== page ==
The growth of telehealth has grown exponentially since the advent of the pandemic. A 2017 study reported that only 18% of Americans used online technology for medical purposes. But COVID-19 changed all that. Spending on telehealth services exploded from $306 million in 2019 to $3.7 billion by the end of 2020.
Many people are quick to point out the benefits of telehealth: expanding access, especially for those in rural areas, reduced patient wait times, and increased physical safety. But new data shows an alarming increase in medical malpractice claims. A government-funded study outlined the three primary hazards of telehealth.
Wrong or missed diagnoses are at the top of the list. The study showed that 45% of telehealth medical malpractice claims are related to the misdiagnosis of cancer, infection and stroke. Poor video or audio streams can significantly affect a doctor’s assessment, leading to a greater chance of miscommunication with patients and medical mistakes.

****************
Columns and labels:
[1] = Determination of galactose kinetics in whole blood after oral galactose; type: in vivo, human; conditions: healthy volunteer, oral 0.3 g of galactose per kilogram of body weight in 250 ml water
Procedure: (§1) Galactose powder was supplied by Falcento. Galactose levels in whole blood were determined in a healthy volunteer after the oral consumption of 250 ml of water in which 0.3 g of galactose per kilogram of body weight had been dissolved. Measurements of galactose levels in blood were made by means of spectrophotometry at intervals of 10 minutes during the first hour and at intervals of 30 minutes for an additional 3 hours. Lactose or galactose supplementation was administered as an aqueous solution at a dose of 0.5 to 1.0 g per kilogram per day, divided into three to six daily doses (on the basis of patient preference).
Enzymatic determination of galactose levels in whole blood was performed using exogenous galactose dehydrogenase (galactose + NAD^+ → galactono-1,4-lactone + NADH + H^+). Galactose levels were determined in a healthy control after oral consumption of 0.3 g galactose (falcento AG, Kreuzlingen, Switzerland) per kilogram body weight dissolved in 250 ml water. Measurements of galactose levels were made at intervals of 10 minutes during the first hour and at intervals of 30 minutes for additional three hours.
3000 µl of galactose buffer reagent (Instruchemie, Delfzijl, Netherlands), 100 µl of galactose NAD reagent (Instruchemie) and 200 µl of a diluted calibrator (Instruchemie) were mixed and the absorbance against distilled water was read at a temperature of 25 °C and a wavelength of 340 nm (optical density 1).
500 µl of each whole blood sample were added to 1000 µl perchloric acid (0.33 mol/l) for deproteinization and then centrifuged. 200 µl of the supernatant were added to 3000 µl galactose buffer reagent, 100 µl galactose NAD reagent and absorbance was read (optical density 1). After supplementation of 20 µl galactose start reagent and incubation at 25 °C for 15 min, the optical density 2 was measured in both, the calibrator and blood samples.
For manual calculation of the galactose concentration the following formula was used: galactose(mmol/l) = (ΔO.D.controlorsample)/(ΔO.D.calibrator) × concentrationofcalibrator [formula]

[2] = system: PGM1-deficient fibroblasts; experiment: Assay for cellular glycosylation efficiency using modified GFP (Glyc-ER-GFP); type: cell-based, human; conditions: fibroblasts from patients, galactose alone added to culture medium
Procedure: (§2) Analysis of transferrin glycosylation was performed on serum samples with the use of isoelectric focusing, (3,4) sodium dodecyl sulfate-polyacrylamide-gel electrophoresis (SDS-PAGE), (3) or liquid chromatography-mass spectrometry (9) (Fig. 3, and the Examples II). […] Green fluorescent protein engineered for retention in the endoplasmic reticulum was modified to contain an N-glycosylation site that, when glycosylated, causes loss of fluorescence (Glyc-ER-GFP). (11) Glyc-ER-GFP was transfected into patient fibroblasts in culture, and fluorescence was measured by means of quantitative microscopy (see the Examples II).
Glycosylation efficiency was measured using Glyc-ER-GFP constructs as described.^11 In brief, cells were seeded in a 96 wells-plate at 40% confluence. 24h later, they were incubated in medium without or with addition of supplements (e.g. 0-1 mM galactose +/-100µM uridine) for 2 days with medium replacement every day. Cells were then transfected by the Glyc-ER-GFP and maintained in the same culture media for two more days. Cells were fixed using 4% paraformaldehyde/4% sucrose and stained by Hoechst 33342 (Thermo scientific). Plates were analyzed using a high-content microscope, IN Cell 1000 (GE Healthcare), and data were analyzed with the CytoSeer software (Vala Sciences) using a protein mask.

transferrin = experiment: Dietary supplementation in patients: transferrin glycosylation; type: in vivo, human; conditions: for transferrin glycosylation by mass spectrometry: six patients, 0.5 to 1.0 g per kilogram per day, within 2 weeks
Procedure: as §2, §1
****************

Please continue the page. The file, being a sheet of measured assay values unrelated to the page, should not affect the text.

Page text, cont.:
Telehealth relies on technology, and vulnerable data systems are potential reasons for malpractice claims. Providers, hospitals, clinics and others are required to guard your personal info from hackers. They must also maintain and update software used in accurately diagnosing your condition.
Healthcare facilities must follow HIPAA privacy laws whether they see you in person or over the internet. Many video conferencing systems do not meet HIPAA requirements, increasing the risk of phishing scams and ransomware attacks. The latter has increased by 350% since the beginning of the pandemic.
Convenience shouldn’t include increased risks
The Hippocratic Oath isn’t just a quaint old saying. Most medical schools still administer the oath to graduates, and the American Medical Association embraces it as an invaluable moral guide. The oath has four pillars to benefit and respect patients and, above all else, do no harm. When doctors or medical institutions violate those principles, holding them legally responsible is crucial.